I don’t think I would have thought that before, but as I get older I’m noticing the truth of that statement.
Hands age quickest due to exposure and feet take a lot of abuse, so it’s very important to maintain their beauty through regular manicures and pedicures. They’re easier and more affordable than facials.
You seem very passionate about your job. When you came to America from Korea was it your dream to open a hand and foot spa?
Not exactly! I came here to study language, but had to work as well. It wasn’t easy to juggle both so I gave up school and got into the nail business.
Well, considering you have both a chain of spas and an impressive editorial career, it looks like it all worked out for the best! What about spring trends, what shape and colours are in this season?
Round to natural square-shaped nails in decadent bright colours like deep fuchsia and Chinese red are hot for Spring 2011. The best shades are bright but deep, inspired by ’70’s glamour (Helmut Newton, Studio 54) and deco Chinoiserie. It’s a very luxe look!
The half-moon manicure also seems to have made its way back from the past. What’s the trick to painting a perfect moon at home without making a mess?
Use any nail art pen to create a perfect moon shape; it’s easy to use and you can control it better than regular nail polish or nail art brush.
Shaping is something you’re known for in the industry. How did you come up with your signature shape?
When I created my signature nail shape, I was looking for a nice natural shape that looked good on everyone but wasn’t affected by trend. A square and circle shape looks more elegant and is quite durable. If you know how to create the basic round and square shapes, you can do this with a bit of practice.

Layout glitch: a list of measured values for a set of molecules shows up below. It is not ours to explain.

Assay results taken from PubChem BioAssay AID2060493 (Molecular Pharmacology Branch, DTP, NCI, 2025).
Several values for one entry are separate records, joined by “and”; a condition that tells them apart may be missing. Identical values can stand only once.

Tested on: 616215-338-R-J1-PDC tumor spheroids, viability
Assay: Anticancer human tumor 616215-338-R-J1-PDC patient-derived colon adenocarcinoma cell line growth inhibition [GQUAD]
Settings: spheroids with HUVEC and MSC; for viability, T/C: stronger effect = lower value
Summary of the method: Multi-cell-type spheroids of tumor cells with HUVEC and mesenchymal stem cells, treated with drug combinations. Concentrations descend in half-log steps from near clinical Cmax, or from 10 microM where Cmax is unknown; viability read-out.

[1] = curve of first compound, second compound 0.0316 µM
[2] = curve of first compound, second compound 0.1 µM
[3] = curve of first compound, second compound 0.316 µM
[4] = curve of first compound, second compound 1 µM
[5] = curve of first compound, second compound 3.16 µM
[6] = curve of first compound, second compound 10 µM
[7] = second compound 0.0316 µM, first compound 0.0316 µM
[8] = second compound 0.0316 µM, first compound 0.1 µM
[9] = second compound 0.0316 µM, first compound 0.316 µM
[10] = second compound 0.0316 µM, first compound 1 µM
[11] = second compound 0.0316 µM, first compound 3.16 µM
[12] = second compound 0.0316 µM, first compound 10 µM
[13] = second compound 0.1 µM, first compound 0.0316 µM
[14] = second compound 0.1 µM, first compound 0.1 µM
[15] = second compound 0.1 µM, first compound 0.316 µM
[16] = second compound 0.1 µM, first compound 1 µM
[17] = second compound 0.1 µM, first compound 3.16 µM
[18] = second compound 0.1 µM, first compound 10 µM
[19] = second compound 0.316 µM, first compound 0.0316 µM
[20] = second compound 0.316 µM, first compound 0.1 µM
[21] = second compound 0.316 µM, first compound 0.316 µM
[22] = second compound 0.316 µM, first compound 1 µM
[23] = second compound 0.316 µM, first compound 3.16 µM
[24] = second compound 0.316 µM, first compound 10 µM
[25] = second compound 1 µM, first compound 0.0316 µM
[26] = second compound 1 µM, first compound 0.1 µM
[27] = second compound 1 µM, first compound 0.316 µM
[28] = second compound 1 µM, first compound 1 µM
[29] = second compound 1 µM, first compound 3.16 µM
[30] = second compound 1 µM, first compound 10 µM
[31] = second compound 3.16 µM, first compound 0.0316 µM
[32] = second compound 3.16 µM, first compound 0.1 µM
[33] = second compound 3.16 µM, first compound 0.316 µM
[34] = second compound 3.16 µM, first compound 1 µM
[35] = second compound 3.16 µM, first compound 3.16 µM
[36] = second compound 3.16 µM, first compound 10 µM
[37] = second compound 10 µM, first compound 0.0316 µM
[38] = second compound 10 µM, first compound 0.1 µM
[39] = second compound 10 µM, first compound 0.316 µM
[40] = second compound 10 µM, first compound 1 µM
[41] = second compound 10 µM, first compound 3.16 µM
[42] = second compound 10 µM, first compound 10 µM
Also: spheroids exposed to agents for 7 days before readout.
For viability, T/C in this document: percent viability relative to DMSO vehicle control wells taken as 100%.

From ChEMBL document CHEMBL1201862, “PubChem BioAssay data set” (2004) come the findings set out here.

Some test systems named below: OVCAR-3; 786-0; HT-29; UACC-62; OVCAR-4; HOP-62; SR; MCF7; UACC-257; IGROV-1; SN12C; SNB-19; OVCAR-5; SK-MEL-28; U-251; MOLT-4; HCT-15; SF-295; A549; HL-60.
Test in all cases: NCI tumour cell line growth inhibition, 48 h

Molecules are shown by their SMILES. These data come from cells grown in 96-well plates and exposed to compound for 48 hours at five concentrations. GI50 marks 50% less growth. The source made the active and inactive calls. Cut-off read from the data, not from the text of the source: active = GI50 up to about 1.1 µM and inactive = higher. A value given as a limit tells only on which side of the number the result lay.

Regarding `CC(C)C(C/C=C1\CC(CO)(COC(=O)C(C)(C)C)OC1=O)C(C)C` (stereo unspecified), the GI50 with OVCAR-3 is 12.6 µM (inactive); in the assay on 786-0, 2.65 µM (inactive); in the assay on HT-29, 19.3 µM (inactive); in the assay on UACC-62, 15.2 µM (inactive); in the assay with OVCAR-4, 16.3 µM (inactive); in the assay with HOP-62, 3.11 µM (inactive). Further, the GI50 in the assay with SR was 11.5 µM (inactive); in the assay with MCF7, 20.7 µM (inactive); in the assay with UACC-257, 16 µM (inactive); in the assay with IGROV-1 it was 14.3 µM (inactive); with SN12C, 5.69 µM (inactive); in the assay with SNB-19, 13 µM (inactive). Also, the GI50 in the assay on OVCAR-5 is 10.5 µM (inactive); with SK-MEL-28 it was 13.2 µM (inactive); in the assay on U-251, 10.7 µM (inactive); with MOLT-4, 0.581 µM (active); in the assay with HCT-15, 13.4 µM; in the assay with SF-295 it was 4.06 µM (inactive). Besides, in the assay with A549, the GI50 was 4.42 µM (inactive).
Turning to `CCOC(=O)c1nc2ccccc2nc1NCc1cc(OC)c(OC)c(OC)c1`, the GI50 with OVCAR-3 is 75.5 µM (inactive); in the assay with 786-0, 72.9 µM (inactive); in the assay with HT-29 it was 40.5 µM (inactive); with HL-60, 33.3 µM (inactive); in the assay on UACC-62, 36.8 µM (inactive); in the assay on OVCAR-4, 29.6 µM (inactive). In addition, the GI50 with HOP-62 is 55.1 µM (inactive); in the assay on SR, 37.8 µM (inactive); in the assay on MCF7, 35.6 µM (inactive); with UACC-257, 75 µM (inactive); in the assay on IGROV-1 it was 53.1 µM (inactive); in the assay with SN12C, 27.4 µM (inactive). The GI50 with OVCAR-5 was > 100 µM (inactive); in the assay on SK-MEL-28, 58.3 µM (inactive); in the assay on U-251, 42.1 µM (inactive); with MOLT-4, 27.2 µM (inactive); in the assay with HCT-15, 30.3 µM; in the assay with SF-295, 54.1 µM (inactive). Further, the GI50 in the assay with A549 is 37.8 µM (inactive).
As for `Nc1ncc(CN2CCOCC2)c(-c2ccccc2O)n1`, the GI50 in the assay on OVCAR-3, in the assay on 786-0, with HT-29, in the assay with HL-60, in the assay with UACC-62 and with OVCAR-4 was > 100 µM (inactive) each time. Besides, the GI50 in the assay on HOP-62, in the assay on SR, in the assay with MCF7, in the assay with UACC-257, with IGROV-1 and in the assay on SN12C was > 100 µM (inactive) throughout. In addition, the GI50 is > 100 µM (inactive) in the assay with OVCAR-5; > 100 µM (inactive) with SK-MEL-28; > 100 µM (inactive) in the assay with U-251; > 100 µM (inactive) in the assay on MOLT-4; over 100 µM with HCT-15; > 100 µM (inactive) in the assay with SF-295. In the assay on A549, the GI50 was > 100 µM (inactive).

Aside from the nails themselves, I understand you’ve been known to dabble in the polish production side of things. What was it like collaborating with the mixologists at M.A.C.?
I didn’t work that closely with them, I just gave them colour swatches and they made some samples, from which I chose the best. I think I learned most about the marketing of the nail polishes, like which colours sold best and what shades to plan for the future.
Think you might take that knowledge and design another line of polish, perhaps your own?
I’m really thinking it’s time to create my own nail polish line.
On the subject of mixing up your own colours, what advice would you give someone who wanted to mix their own polish at home?
Mixing colour is a lot of fun, so start with 2 or 3 shades in matte and shimmer textures. Pick the main tone you want to start with and pour out some of the colour so the bottle you’re mixing in is half full. Add other polish colours in small amounts until you achieve the desired hue. After adding colour, test on a nail to see if it flatters your skin tone.
You work regularly with celebrities when working on magazine sets. Do they also stop by your spas for treatments?
The first celebrity that came to my salon at 23 Jones Street was Sarah Jessica Parker. She got her nails done for a Vogue interview, a really basic manicure with no colour. She’s been in a few times over the years.
What’s the most popular request made by celebrity clients?
They don’t request much, I just noticed that most of them love foot massages.